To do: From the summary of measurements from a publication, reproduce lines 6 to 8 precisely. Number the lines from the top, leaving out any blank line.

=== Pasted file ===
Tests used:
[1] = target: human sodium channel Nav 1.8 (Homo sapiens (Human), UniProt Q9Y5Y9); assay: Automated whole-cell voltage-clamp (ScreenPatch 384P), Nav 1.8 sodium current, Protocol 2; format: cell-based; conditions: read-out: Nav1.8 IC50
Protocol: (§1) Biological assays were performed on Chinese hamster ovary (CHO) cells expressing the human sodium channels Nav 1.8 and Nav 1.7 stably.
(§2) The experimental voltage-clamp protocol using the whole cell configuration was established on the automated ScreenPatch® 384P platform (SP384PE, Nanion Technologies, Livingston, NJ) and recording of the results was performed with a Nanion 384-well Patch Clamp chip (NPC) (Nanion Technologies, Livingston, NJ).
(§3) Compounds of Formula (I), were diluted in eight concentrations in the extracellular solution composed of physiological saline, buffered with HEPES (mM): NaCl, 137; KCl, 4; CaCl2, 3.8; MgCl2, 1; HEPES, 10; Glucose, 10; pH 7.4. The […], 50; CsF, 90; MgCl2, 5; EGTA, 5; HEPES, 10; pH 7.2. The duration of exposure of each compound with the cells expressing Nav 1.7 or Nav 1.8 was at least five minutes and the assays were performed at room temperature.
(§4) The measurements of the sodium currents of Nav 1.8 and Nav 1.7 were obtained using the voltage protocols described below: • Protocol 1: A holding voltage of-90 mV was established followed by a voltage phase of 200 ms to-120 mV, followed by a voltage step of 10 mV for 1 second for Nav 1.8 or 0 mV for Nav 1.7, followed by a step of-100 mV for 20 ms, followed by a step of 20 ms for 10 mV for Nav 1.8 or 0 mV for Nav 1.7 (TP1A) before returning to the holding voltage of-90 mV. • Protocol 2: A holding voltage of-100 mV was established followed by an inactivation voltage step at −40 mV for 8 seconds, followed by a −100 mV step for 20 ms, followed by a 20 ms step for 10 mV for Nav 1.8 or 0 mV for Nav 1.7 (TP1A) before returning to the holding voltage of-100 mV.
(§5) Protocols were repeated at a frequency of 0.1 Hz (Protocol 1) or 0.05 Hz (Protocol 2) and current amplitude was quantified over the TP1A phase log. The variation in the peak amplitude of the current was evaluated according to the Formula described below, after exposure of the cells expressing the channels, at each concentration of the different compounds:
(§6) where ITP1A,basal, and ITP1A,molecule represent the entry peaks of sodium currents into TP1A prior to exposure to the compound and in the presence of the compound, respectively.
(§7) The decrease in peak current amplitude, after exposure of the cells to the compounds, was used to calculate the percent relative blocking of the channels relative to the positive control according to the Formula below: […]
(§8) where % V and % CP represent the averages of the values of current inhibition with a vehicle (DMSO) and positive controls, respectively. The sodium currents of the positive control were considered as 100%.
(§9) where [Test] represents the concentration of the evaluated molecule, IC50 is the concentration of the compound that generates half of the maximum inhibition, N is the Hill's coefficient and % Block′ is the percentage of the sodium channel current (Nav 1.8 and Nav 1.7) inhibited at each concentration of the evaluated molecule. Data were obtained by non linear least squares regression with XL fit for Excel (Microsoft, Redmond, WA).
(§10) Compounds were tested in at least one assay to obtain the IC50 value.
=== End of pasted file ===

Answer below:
(§4) The measurements of the sodium currents of Nav 1.8 and Nav 1.7 were obtained using the voltage protocols described below: • Protocol 1: A holding voltage of-90 mV was established followed by a voltage phase of 200 ms to-120 mV, followed by a voltage step of 10 mV for 1 second for Nav 1.8 or 0 mV for Nav 1.7, followed by a step of-100 mV for 20 ms, followed by a step of 20 ms for 10 mV for Nav 1.8 or 0 mV for Nav 1.7 (TP1A) before returning to the holding voltage of-90 mV. • Protocol 2: A holding voltage of-100 mV was established followed by an inactivation voltage step at −40 mV for 8 seconds, followed by a −100 mV step for 20 ms, followed by a 20 ms step for 10 mV for Nav 1.8 or 0 mV for Nav 1.7 (TP1A) before returning to the holding voltage of-100 mV.
(§5) Protocols were repeated at a frequency of 0.1 Hz (Protocol 1) or 0.05 Hz (Protocol 2) and current amplitude was quantified over the TP1A phase log. The variation in the peak amplitude of the current was evaluated according to the Formula described below, after exposure of the cells expressing the channels, at each concentration of the different compounds:
(§6) where ITP1A,basal, and ITP1A,molecule represent the entry peaks of sodium currents into TP1A prior to exposure to the compound and in the presence of the compound, respectively.